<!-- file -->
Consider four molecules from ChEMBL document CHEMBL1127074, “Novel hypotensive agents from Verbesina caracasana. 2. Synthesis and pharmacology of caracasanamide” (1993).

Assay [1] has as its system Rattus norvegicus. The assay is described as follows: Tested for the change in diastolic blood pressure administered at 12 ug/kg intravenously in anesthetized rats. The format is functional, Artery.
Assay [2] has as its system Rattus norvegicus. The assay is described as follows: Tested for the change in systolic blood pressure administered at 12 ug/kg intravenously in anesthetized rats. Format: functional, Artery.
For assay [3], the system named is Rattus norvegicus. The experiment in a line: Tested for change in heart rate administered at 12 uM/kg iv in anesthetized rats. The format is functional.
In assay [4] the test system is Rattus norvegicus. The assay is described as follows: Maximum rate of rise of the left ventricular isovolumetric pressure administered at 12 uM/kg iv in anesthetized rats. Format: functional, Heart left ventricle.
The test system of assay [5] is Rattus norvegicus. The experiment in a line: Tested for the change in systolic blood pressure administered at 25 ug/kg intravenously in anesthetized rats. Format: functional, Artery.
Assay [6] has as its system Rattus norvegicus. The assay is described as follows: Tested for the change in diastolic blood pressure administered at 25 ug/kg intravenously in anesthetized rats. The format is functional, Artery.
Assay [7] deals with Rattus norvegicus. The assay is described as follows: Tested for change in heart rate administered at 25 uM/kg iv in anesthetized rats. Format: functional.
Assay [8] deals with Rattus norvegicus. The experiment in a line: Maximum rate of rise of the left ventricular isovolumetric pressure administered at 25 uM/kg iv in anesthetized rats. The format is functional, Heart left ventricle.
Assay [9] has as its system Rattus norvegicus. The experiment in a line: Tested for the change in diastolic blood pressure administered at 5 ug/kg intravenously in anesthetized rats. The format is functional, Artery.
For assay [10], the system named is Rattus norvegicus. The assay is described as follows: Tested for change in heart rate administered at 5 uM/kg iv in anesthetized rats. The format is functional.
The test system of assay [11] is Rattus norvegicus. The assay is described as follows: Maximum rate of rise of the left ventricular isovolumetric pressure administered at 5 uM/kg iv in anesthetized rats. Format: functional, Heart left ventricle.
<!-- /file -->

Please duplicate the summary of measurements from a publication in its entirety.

Consider four molecules from ChEMBL document CHEMBL1127074, “Novel hypotensive agents from Verbesina caracasana. 2. Synthesis and pharmacology of caracasanamide” (1993).

Assay [1] has as its system Rattus norvegicus. The assay is described as follows: Tested for the change in diastolic blood pressure administered at 12 ug/kg intravenously in anesthetized rats. The format is functional, Artery.
Assay [2] has as its system Rattus norvegicus. The assay is described as follows: Tested for the change in systolic blood pressure administered at 12 ug/kg intravenously in anesthetized rats. Format: functional, Artery.
For assay [3], the system named is Rattus norvegicus. The experiment in a line: Tested for change in heart rate administered at 12 uM/kg iv in anesthetized rats. The format is functional.
In assay [4] the test system is Rattus norvegicus. The assay is described as follows: Maximum rate of rise of the left ventricular isovolumetric pressure administered at 12 uM/kg iv in anesthetized rats. Format: functional, Heart left ventricle.
The test system of assay [5] is Rattus norvegicus. The experiment in a line: Tested for the change in systolic blood pressure administered at 25 ug/kg intravenously in anesthetized rats. Format: functional, Artery.
Assay [6] has as its system Rattus norvegicus. The assay is described as follows: Tested for the change in diastolic blood pressure administered at 25 ug/kg intravenously in anesthetized rats. The format is functional, Artery.
Assay [7] deals with Rattus norvegicus. The assay is described as follows: Tested for change in heart rate administered at 25 uM/kg iv in anesthetized rats. Format: functional.
Assay [8] deals with Rattus norvegicus. The experiment in a line: Maximum rate of rise of the left ventricular isovolumetric pressure administered at 25 uM/kg iv in anesthetized rats. The format is functional, Heart left ventricle.
Assay [9] has as its system Rattus norvegicus. The experiment in a line: Tested for the change in diastolic blood pressure administered at 5 ug/kg intravenously in anesthetized rats. The format is functional, Artery.
For assay [10], the system named is Rattus norvegicus. The assay is described as follows: Tested for change in heart rate administered at 5 uM/kg iv in anesthetized rats. The format is functional.
The test system of assay [11] is Rattus norvegicus. The assay is described as follows: Maximum rate of rise of the left ventricular isovolumetric pressure administered at 5 uM/kg iv in anesthetized rats. Format: functional, Heart left ventricle.